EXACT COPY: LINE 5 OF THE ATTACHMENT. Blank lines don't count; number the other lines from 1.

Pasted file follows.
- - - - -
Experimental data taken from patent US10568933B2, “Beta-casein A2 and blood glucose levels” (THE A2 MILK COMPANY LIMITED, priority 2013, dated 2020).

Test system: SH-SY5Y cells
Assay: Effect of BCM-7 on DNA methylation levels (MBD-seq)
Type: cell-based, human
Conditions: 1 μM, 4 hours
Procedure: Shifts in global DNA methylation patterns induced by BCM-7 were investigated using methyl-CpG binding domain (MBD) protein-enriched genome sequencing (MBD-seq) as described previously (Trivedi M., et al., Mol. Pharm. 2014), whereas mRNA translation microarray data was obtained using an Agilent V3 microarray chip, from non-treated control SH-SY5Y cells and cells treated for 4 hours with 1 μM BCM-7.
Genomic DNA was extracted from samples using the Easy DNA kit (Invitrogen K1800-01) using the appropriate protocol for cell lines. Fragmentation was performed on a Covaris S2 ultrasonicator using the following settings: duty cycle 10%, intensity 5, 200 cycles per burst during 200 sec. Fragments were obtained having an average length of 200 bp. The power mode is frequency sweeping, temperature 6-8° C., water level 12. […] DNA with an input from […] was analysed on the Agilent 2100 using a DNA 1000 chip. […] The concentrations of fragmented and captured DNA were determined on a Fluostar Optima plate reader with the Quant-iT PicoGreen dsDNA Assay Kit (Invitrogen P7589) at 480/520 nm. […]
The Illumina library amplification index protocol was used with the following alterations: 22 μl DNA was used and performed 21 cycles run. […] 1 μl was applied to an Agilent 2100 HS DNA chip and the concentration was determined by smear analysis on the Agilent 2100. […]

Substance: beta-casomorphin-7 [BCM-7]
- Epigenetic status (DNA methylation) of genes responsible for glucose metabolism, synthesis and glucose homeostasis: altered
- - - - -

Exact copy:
Conditions: 1 μM, 4 hours